On July 19, the Ithaca Farmers Market’s pavilion on Cayuga Lake will be filled with artists instead of its usual vendors, as the 29th Annual Ithaca Artist Market displays the work of 75 local artists in booths filled with paintings, sculptures, jewelry, books, and more.
After 125 artists applied to be considered for the show, 75 were selected to present and sell their work to the public. Graphic designers, books, etchings, and even furniture are among the crafts that will be presented, and attendees will be able to speak with the artists about the work they are selling.
The market started in the early 1990s, and has continued to grow since then. Robin Schwartz, program director of the Community Arts Partnership, has helped organize the market for 25 years and praised the uniqueness of both Ithaca’s overall art scene and the experience of shopping at the market itself.
“I think that when people buy art, it’s kind of an elevated experience in getting to know the artists,” Schwartz said. “And meeting them is all part of that experience.”
Other artists, like Marie Sanderson and Annie Zygarowicz, will be participating in the Artist Market for the first time this year.
“We spent time today measuring the booth, planning our displays, and conferring on what we’ll be displaying,” Sanderson, a watercolor artist, said.
Zygarowicz, a freelance illustrator and graphic artist, described the process of organizing and planning for the market, detailed down to a sketch of the best way to showcase their art pieces. The two artists, who are members of the same art collective, will share a booth on Sunday.
Christi Sobel, vice president of the Ithaca Farmers’ Market, said the group is pleased to be co-hosting the event with the Community Arts Partnership for the first time this year. Sobel, a longtime vendor with the Farmers’ Market, has also participated in the Artists Market for years.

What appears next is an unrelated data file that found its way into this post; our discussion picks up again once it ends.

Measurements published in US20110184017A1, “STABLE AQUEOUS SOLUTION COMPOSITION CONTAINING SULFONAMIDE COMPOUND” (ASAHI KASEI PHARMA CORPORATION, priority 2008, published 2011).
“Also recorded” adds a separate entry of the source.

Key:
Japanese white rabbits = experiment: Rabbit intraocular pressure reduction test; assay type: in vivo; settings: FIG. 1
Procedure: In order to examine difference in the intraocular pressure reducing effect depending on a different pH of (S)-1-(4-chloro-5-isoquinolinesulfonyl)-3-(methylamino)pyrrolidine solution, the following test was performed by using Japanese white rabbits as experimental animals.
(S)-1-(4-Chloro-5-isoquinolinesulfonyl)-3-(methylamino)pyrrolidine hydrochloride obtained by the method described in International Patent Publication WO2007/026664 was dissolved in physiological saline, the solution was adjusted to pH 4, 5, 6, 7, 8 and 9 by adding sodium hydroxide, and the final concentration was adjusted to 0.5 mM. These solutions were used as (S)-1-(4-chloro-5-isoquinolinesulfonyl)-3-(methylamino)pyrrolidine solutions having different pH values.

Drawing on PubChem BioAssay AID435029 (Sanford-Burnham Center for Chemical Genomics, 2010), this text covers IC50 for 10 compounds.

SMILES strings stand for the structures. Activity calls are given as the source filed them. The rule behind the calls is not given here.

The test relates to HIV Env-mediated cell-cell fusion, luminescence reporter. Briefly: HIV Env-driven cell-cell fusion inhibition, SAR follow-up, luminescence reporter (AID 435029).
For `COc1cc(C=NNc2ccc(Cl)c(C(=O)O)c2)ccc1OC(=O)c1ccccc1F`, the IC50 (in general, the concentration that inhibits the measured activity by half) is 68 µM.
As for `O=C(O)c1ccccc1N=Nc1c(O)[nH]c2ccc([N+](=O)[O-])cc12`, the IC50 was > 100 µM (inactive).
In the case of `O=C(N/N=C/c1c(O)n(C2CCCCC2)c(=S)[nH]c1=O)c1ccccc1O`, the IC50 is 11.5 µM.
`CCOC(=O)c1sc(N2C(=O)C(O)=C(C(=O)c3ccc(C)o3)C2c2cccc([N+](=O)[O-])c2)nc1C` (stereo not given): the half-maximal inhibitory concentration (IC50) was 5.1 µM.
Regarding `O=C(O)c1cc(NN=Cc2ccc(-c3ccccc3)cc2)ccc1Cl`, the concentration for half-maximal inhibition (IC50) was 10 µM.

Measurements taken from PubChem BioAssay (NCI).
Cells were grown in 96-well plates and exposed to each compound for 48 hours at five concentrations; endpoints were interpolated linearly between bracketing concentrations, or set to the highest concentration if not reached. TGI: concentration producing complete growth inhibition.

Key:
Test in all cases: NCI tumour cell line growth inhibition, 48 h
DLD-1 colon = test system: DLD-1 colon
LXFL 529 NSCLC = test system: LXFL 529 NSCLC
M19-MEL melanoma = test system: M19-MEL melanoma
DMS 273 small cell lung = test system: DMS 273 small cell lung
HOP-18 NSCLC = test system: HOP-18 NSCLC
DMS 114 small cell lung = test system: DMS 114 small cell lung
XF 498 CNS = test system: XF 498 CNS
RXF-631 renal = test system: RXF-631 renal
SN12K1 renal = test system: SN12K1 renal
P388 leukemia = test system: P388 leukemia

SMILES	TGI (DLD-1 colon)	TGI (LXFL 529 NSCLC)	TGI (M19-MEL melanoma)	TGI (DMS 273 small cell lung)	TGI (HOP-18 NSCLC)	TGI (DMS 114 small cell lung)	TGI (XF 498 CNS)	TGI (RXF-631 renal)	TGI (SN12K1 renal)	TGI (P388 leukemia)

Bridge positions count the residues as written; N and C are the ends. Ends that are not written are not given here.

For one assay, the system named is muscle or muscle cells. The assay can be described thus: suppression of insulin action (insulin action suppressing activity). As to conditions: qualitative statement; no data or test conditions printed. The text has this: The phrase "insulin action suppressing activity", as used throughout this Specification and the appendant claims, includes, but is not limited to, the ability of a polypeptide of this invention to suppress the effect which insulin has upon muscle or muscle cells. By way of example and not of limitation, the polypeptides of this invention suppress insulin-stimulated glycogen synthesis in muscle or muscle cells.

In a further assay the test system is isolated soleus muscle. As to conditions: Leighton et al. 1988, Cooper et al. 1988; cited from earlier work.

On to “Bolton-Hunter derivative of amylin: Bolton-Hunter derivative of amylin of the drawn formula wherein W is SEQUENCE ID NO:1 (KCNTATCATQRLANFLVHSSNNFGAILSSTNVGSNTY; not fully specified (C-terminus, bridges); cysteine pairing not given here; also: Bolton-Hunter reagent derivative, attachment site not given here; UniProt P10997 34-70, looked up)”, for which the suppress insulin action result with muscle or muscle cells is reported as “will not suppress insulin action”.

Sobel appreciated that the artists in the market are different than the ones who regularly appear at the Farmers’ Market, describing the Artist Market as “your one chance a year to find them.” Sobel, who will present nature art, also said that the once-a-year event is an opportunity to be more experimental, and sell pieces she doesn’t usually display at the regular Farmers’ Market.
"This is an amazing annual event," Schwartz said. "The Farmers’ Market's open-air structure on Cayuga Lake's inlet is beautiful. Music will be playing, there's plenty of food and wine and beer, and visitors can take their time looking at the art and meeting all the artists, all carefully juried into the show. Each year I am reminded that the artist talent we have in Tompkins County is truly outstanding.”
Market sales last year totaled in at $57,690, according to data provided by Schwartz, a number that has grown steadily over the years. Only 2 percent of artists made no sales during the market, and the average sale per artist was around $700 over the past five years.
The market will include longtime attendees who have been part of the market since its inception, like Jim Burlitch, a fine art photographer.
Burlitch, who had just printed a “light writing” image called “Creation” for the market when interviewed, said the most exciting part of preparing for the market is finding new images. For him, part of the joy of the market comes from simply seeing the reactions of the visitors of his booth.
“Of course, I like to sell my work,” Burlitch added.